Supreme Court Fallout

By: Mike McDaniel
By: Mike McDaniel

In 2006, Deandre Dampier was convicted of capital murder and sentenced to life without the possibility of parole. He was just 16 years old at the time of the crime. Now, a ruling from the Supreme Court will make Dampier eligible for parole.

"In Mississippi, you are parole eligible at age 65," said Madison and Rankin Counties District Attorney Michael Guest.

Based on the Eighth Amendment of cruel and unusual punishment, the 5 to 4 decision from the high court ruled juveniles, like Dampier, cannot be automatically sentenced to life in prison without parole for murder.

The ruling stems from a case out of Alabama. Guest says he wasn't surprised by the decision, especially after the court already ruled the death penalty for juveniles to be unconstitutional.

"It just kind of seemed a natural progression in the way in which the court was leaning," said Guest.

That now poses a conflict for one Mississippi statue. Currently, there's only two sentencing options for juveniles convicted of capital murder. It's either the death penalty or life without parole. With both of those ruled unconstitutional, Guest says prosecutors have to make some changes.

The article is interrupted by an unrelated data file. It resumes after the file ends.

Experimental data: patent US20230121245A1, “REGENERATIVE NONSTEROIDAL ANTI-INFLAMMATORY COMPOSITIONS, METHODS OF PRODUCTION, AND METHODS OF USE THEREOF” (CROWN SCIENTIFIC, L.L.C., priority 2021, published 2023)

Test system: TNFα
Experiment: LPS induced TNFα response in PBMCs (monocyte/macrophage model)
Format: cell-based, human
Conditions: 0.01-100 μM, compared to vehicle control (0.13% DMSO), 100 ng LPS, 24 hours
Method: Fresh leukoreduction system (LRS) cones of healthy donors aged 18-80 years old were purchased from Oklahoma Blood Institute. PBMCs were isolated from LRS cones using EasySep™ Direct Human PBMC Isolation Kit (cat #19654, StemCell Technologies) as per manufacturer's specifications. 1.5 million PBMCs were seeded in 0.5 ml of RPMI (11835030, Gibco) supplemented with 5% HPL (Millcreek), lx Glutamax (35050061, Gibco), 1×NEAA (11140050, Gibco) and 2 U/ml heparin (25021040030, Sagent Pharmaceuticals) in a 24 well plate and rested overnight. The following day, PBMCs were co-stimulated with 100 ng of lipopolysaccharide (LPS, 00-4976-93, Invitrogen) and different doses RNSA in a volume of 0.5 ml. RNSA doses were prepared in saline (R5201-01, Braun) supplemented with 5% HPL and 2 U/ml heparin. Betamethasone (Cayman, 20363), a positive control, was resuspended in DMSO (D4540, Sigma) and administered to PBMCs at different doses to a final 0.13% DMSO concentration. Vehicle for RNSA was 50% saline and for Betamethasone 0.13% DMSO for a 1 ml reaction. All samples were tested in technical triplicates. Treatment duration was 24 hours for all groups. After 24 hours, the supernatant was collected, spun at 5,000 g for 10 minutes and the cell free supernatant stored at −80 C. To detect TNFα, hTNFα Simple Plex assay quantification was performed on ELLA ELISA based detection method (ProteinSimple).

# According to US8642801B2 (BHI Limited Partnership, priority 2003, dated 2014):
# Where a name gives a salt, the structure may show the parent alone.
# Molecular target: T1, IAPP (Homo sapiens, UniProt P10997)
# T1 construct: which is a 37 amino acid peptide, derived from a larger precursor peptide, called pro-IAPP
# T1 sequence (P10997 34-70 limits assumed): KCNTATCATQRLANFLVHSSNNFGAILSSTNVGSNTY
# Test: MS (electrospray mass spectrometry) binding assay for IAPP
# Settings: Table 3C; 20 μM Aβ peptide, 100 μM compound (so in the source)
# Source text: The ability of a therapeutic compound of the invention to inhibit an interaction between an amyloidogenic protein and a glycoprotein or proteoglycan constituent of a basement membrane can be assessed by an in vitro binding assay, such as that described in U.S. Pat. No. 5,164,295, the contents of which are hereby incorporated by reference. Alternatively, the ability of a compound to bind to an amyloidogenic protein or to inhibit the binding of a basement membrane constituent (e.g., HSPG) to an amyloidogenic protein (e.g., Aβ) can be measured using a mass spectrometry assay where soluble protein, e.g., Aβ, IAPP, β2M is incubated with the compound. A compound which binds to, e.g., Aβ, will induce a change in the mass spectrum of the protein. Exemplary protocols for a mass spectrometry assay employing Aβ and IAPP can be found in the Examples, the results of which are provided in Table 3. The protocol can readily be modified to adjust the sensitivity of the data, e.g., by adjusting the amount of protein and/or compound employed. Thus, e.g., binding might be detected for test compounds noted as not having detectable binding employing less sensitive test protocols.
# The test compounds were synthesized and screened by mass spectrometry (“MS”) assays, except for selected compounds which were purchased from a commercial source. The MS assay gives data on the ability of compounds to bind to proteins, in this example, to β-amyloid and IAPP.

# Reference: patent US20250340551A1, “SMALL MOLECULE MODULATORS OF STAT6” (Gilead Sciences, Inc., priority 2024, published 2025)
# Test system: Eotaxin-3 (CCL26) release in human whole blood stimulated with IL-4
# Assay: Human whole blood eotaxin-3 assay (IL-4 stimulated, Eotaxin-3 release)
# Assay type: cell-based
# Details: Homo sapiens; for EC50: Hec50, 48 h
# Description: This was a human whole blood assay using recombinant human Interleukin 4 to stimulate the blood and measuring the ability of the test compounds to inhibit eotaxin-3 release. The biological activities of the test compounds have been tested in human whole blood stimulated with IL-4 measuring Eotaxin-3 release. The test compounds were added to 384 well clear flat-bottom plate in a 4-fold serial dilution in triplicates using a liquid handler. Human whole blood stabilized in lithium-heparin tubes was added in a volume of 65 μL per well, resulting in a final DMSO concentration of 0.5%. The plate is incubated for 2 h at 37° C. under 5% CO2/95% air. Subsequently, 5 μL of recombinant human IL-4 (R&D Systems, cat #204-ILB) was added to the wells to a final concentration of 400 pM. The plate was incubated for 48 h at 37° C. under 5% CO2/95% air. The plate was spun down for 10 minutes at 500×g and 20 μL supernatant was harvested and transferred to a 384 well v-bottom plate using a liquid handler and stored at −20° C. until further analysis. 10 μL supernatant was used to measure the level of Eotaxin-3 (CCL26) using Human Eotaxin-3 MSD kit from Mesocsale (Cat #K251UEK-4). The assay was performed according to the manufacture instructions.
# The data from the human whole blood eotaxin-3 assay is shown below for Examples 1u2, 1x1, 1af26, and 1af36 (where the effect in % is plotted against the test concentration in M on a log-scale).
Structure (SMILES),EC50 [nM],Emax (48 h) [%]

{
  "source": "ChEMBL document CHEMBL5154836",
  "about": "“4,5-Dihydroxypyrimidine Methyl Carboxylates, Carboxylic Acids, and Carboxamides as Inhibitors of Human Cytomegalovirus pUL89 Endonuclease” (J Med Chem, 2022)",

"You'll be seeing more cases prosecuted in which the state will no longer seek capital murder but charge with murder and some additional other crimes," said Guest.

Since it's a constitutional issue, Guest expects the ruling to be retroactive. Convicted murders serving a life without parole sentence, who were convicted as a juvenile, will have to petition the court to become parole eligible.

According to the Department of Corrections, that's anywhere from 40 to 60 people.

"This doesn't affect or set aside those pleas of guilty or those jury convictions. This only relates to the sentencing portion," said Guest.

With the statue now unconstitutional, any changes to the law will have to be made by lawmakers, if a capital murder charge for a juvenile can ever be applied. Until then, Guest says overall, the ruling will have little impact on how cases against juvenile offenders are prosecuted.

"If you're talking about someone having to spend the next four decades of their life behind bars, I believe that's definitely an appropriate sentence," said Guest.

One notable Mississippi case where a teenager was charged with murder is that of Luke Woodham, who was convicted in the 1997 shootings at Pearl High School. The decision from the Supreme Court will not affect that case because instead of life without parole, Woodham was sentenced to three life sentences plus 140 years.


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